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Current exhibitions at the Milwaukee Art Museum: review

"30 Americans," early tattoo art and other reasons to visit the MAM this summer.

 (Photo courtesy of the Milwaukee Art Museum.)
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Photo courtesy of the Milwaukee Art Museum.

"30 Americans": Kehinde Wiley, Triple Portrait of Charles I, 2007. Rubell Family Collection, Miami.

 (Photo courtesy of the Milwaukee Art Museum.)
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Photo courtesy of the Milwaukee Art Museum.

"30 Americans": Xaviera Simmons, One Day and Back Then (Standing), 2007. Rubell Family Collection, Miami.

 (Photo courtesy of the Milwaukee Art Museum.)
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Photo courtesy of the Milwaukee Art Museum.

"30 Americans": Rashid Johnson, The New Negro Escapist Social and Athletic Club (Thurgood), 2008. Rubell Family Collection, Miami.

 (Photo courtesy of the Milwaukee Art Museum.)
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Photo courtesy of the Milwaukee Art Museum.

"30 Americans": Robert Colescott, Pygmalion, 1987. Rubell Family Collection, Miami.

 (Photo courtesy of the Milwaukee Art Museum.)
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Photo courtesy of the Milwaukee Art Museum.

"30 Americans": Hank Willis Thomas, Branded Head, 2003. Rubell Family Collection, Miami.

 (Photo courtesy of the Milwaukee Art Museum.)
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Photo courtesy of the Milwaukee Art Museum.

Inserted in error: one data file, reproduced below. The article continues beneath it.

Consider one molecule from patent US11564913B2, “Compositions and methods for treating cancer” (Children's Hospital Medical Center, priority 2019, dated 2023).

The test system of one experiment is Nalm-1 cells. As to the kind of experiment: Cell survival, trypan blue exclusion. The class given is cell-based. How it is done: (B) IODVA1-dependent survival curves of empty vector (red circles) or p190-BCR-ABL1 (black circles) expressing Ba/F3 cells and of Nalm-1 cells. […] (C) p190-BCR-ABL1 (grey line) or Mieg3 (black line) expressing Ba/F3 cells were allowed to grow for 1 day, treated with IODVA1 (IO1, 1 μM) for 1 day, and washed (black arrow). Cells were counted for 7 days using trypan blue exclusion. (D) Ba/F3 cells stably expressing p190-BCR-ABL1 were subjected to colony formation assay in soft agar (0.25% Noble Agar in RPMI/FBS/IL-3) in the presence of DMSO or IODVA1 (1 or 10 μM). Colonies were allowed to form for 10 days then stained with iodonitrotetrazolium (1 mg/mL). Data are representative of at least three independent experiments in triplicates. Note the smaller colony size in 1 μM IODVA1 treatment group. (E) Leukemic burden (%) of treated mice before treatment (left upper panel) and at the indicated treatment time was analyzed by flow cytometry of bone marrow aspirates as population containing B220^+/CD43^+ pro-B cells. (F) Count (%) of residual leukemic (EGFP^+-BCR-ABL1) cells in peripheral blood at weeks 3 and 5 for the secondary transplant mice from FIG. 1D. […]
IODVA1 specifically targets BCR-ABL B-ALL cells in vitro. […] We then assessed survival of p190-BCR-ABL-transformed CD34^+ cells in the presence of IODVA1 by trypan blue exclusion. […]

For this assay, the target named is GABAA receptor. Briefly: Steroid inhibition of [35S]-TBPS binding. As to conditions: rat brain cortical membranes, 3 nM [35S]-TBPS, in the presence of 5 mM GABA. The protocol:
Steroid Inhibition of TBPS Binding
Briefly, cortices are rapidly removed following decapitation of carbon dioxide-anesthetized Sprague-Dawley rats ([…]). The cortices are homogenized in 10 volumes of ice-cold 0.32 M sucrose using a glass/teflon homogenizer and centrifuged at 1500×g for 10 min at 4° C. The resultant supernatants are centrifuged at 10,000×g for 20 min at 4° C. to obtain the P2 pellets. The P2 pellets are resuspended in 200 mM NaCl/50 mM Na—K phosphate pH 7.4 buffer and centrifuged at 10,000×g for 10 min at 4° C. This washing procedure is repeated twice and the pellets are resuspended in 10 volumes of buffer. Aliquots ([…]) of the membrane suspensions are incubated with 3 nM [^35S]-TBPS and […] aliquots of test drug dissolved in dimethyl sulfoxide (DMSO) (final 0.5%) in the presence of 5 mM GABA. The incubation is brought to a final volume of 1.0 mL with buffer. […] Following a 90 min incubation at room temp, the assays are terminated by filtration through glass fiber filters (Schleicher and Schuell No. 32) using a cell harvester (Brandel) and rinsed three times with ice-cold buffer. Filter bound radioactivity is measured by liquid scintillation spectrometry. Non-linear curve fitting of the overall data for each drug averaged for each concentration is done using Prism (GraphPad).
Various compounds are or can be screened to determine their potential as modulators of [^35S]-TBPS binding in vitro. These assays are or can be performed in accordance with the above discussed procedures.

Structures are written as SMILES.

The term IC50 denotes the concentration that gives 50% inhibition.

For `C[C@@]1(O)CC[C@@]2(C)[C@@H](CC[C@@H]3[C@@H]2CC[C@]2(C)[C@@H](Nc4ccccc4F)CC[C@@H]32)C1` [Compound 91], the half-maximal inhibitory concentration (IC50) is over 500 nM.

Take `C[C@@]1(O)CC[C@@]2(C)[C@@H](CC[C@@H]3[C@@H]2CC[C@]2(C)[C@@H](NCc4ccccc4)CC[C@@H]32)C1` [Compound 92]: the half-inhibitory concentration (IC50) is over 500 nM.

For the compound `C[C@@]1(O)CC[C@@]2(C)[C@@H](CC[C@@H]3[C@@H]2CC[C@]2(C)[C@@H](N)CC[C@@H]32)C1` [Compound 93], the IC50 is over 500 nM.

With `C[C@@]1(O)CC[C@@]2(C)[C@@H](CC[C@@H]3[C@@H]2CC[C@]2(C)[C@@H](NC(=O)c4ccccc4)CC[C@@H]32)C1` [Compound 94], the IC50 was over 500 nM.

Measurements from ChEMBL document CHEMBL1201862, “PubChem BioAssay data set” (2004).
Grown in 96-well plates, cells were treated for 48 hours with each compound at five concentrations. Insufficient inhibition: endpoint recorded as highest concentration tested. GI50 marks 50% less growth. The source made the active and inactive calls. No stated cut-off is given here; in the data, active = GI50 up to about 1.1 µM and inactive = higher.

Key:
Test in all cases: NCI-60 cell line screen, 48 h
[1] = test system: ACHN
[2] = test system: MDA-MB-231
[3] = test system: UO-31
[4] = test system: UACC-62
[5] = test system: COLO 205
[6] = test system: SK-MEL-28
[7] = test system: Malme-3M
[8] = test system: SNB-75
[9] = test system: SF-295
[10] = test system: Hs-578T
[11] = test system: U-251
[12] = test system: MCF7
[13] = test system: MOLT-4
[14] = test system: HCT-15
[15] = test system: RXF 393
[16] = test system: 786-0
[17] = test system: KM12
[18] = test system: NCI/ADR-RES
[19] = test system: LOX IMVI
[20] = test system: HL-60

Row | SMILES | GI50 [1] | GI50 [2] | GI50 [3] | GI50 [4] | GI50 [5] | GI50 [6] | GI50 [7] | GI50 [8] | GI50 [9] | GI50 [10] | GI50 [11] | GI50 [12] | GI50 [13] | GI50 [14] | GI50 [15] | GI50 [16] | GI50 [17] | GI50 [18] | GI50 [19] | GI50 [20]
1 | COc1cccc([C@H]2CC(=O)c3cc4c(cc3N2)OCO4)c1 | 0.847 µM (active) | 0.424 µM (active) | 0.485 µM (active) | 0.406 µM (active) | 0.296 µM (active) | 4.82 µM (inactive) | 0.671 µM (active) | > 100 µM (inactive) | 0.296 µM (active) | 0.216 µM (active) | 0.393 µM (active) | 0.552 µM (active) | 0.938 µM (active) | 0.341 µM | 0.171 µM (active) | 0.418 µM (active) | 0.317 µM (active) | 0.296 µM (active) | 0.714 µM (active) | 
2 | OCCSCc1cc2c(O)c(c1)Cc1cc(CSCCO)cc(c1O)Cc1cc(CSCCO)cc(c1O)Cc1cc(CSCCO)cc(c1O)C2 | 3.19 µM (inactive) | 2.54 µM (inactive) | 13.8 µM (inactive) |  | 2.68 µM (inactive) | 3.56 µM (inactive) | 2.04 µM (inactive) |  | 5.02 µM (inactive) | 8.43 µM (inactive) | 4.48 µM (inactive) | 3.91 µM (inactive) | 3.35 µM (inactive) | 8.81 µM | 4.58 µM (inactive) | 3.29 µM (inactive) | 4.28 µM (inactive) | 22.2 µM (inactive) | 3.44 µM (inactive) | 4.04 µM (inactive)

"30 Americans": Mickalene Thomas, Baby I Am Ready Now, 2007. Rubell Family Collection, Miami.

 (Photo courtesy of the Milwaukee Art Museum.)
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Photo courtesy of the Milwaukee Art Museum.

"30 Americans": Jean-Michel Basquiat, Bird On Money, 1981. Rubell Family Collection, Miami.

"Celebrating 125 Years of Art"
The Milwaukee Art Museum traces its origins to two different institutions, both established in 1888: the Layton Art Gallery and the Milwaukee Art Association. To celebrate the 125th anniversary of these founding organizations, the museum has organized a quasquicentennial exhibition, “125 Years of the Milwaukee Art Museum.” On display are photographs, architectural models, videos, brochures and other objects that chronicle and commemorate the history of the museum. The exhibition plays up the MAM's important architectural commissions including the neo-classical Layton Art Gallery of 1888, Eliel and Eero Saarinen’s War Monument Building of 1957—which became the museum’s home after the two founding institutions formally merged—and the Quadracci Pavilion designed by starchitect Santiago Calatrava and completed in 2001. In addition, a number of works from the Frederick Layton Art collection (the museum’s founding collection) are on view and highlighted throughout the museum. Through August 10, 2013.

"Question Bridge: Black Males"